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Chinese telecoms giant ZTE clarifies that it only designs chips, does not make them, after share price spikes

The clarification from Shenzhen-based ZTE came at a time when China is doubling down on efforts to build up its chipmaking capability.

Chinese telecommunication giant ZTE has clarified that it does not have internal chipmaking capability and instead focuses on the design of telecoms chips after its shares rallied last week on media reports that it possessed mass production capability for advanced 7-nanometre chipmaking.

“In terms of chipmaking, we rely on global partners for the manufacturing of our chips,” ZTE said in a statement on its official WeChat account on Saturday, adding that the interpretation of “self-media outlets” that it had 7-nm capacity was incorrect.

The clarification from Shenzhen-based ZTE came at a time when China is doubling down on efforts to build up its chipmaking ability, including huge state-backed investments in local chip companies, in a bid to reduce its dependence on American technologies.

The urgency came after the US introduced a new export rule last month that effectively bans ZTE rival Huawei Technologies from using silicon foundries like Taiwan Semiconductor Manufacturing Co (TSMC) to make its chips. The rule requires any foreign chip maker that uses US technology to apply for a license to ship semiconductors to Huawei. It takes effect in September after a 120-day grace period to reduce disruptions to the global chipmaking supply chain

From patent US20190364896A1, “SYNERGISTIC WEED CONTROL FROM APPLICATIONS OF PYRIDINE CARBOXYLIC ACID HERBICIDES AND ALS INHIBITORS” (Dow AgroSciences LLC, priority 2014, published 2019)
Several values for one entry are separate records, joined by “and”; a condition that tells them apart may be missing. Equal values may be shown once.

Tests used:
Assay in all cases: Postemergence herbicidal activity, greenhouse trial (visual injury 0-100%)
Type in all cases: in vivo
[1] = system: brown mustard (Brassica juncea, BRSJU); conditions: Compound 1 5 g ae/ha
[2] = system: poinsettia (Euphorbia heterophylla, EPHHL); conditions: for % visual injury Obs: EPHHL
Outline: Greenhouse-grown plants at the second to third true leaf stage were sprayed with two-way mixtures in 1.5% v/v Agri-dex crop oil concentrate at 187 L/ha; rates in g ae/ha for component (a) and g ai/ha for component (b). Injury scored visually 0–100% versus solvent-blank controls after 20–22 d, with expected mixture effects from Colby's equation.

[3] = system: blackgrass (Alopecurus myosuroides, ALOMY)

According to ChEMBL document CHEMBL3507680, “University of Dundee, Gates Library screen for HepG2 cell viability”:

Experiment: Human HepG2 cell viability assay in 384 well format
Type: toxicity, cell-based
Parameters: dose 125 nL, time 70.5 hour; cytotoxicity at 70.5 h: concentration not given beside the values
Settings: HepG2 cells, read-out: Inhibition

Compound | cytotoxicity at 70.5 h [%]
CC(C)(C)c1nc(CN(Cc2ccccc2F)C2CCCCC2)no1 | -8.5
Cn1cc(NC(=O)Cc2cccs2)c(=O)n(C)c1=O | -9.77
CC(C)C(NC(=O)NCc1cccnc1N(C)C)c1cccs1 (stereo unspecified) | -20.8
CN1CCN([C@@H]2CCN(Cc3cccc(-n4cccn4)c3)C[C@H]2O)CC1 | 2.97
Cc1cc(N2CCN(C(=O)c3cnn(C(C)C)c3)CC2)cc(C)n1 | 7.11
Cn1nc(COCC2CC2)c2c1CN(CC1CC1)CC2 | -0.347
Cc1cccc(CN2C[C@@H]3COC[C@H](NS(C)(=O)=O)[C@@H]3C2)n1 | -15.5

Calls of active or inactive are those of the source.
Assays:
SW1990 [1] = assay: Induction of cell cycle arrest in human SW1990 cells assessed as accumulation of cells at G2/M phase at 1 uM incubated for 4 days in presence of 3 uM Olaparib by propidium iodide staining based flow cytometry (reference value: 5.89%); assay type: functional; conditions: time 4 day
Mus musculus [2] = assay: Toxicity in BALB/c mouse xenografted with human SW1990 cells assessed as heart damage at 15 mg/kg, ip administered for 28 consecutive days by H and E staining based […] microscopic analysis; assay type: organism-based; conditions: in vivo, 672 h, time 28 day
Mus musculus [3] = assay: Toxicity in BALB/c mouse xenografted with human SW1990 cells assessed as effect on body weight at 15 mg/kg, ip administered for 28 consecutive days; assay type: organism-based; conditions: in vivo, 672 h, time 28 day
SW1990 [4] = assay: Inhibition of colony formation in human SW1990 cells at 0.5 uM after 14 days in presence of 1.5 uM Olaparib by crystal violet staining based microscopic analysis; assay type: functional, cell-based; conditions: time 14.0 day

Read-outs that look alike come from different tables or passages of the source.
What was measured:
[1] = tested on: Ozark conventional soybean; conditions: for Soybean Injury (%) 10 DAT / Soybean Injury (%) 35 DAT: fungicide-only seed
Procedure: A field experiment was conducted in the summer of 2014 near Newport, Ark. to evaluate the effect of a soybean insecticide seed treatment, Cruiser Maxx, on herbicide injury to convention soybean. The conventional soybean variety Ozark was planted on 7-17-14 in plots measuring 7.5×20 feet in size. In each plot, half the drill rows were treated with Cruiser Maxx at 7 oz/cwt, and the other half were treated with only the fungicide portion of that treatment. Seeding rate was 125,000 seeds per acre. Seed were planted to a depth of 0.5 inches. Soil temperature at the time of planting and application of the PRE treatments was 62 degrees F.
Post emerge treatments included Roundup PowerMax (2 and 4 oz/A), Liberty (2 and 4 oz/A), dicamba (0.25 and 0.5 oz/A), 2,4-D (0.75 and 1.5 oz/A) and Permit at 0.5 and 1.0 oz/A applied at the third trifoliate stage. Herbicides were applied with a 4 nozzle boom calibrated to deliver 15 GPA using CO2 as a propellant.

Huawei was using the 7nm process at TSMC to pack 6.9 billion transistors on its Kirin 980 smartphone chip, delivering 20% improved performance and 40% greater power efficiency than the previous generation.

ZTE said on Wednesday, in a response to investor inquiries, that it has “chip design and development capabilities”, adding that the mass production of 7nm chips has been commercialized in the global deployment of 5G wireless networks and its 5nm chips, a more advanced process, were being “imported”.

That prompted some internet-based media outlets, including Sina and Sohu, to publish reports that could have been interpreted as saying ZTE had such capability inhouse, sending its Hong Kong listed shares soaring by 22% on Thursday.

ZTE did not immediately respond to a request for comment on Monday. Its Hong Kong-listed shares were down 5.36% to HKD 25.6 (USD 3.3) during morning trading on Monday.

In 2018, the Trump administration slapped a ban on US companies selling goods to ZTE after it determined the Chinese telecoms maker made false statements about disciplining 35 employees tied to violations of US sanctions on Iran.

The ban was lifted in 2018 after the company paid a USD 1 billion penalty to the US Treasury and put another USD 400 million in escrow. However, the incident proved a wake up call to the Chinese government, prompting calls from Chinese president Xi Jinping for the country to become self reliant in semiconductors.

This article was originally published by the South China Morning Post.